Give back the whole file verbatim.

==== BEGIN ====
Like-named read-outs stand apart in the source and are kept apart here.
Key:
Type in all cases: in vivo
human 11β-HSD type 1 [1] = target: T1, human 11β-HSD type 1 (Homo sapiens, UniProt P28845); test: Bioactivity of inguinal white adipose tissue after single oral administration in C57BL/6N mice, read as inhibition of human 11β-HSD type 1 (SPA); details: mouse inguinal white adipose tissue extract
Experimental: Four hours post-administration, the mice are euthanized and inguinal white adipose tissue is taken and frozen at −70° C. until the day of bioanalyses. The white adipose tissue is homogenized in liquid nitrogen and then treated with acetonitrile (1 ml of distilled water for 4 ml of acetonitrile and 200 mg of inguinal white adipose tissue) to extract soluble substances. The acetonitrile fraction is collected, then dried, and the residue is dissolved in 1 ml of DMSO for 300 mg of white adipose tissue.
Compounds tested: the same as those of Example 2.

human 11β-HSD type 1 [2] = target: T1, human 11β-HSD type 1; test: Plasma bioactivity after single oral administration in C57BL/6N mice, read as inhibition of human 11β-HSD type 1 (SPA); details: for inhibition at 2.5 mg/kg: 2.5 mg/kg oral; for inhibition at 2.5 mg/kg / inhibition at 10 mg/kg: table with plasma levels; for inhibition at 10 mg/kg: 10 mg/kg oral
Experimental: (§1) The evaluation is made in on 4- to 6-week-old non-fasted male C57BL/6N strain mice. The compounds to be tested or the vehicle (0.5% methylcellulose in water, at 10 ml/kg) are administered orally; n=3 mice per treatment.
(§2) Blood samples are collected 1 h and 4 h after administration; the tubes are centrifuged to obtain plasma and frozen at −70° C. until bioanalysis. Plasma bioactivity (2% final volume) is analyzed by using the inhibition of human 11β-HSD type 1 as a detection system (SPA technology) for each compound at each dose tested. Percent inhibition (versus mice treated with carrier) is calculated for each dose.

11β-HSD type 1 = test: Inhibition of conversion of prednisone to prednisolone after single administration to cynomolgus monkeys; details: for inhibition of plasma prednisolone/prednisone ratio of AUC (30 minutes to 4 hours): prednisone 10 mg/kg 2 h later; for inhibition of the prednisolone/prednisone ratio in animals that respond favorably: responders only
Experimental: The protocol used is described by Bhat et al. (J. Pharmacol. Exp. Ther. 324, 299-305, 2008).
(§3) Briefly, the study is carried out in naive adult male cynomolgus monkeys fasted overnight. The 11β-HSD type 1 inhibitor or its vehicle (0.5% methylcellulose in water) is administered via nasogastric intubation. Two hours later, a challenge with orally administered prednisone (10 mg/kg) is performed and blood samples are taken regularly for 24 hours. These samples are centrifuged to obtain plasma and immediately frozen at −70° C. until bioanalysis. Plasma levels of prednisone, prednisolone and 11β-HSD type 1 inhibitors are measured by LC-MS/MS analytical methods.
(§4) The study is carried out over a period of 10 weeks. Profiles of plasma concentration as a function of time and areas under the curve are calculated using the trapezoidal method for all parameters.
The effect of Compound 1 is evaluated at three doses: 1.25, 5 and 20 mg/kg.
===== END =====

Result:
Like-named read-outs stand apart in the source and are kept apart here.
Key:
Type in all cases: in vivo
human 11β-HSD type 1 [1] = target: T1, human 11β-HSD type 1 (Homo sapiens, UniProt P28845); test: Bioactivity of inguinal white adipose tissue after single oral administration in C57BL/6N mice, read as inhibition of human 11β-HSD type 1 (SPA); details: mouse inguinal white adipose tissue extract
Experimental: Four hours post-administration, the mice are euthanized and inguinal white adipose tissue is taken and frozen at −70° C. until the day of bioanalyses. The white adipose tissue is homogenized in liquid nitrogen and then treated with acetonitrile (1 ml of distilled water for 4 ml of acetonitrile and 200 mg of inguinal white adipose tissue) to extract soluble substances. The acetonitrile fraction is collected, then dried, and the residue is dissolved in 1 ml of DMSO for 300 mg of white adipose tissue.
Compounds tested: the same as those of Example 2.

human 11β-HSD type 1 [2] = target: T1, human 11β-HSD type 1; test: Plasma bioactivity after single oral administration in C57BL/6N mice, read as inhibition of human 11β-HSD type 1 (SPA); details: for inhibition at 2.5 mg/kg: 2.5 mg/kg oral; for inhibition at 2.5 mg/kg / inhibition at 10 mg/kg: table with plasma levels; for inhibition at 10 mg/kg: 10 mg/kg oral
Experimental: (§1) The evaluation is made in on 4- to 6-week-old non-fasted male C57BL/6N strain mice. The compounds to be tested or the vehicle (0.5% methylcellulose in water, at 10 ml/kg) are administered orally; n=3 mice per treatment.
(§2) Blood samples are collected 1 h and 4 h after administration; the tubes are centrifuged to obtain plasma and frozen at −70° C. until bioanalysis. Plasma bioactivity (2% final volume) is analyzed by using the inhibition of human 11β-HSD type 1 as a detection system (SPA technology) for each compound at each dose tested. Percent inhibition (versus mice treated with carrier) is calculated for each dose.

11β-HSD type 1 = test: Inhibition of conversion of prednisone to prednisolone after single administration to cynomolgus monkeys; details: for inhibition of plasma prednisolone/prednisone ratio of AUC (30 minutes to 4 hours): prednisone 10 mg/kg 2 h later; for inhibition of the prednisolone/prednisone ratio in animals that respond favorably: responders only
Experimental: The protocol used is described by Bhat et al. (J. Pharmacol. Exp. Ther. 324, 299-305, 2008).
(§3) Briefly, the study is carried out in naive adult male cynomolgus monkeys fasted overnight. The 11β-HSD type 1 inhibitor or its vehicle (0.5% methylcellulose in water) is administered via nasogastric intubation. Two hours later, a challenge with orally administered prednisone (10 mg/kg) is performed and blood samples are taken regularly for 24 hours. These samples are centrifuged to obtain plasma and immediately frozen at −70° C. until bioanalysis. Plasma levels of prednisone, prednisolone and 11β-HSD type 1 inhibitors are measured by LC-MS/MS analytical methods.
(§4) The study is carried out over a period of 10 weeks. Profiles of plasma concentration as a function of time and areas under the curve are calculated using the trapezoidal method for all parameters.
The effect of Compound 1 is evaluated at three doses: 1.25, 5 and 20 mg/kg.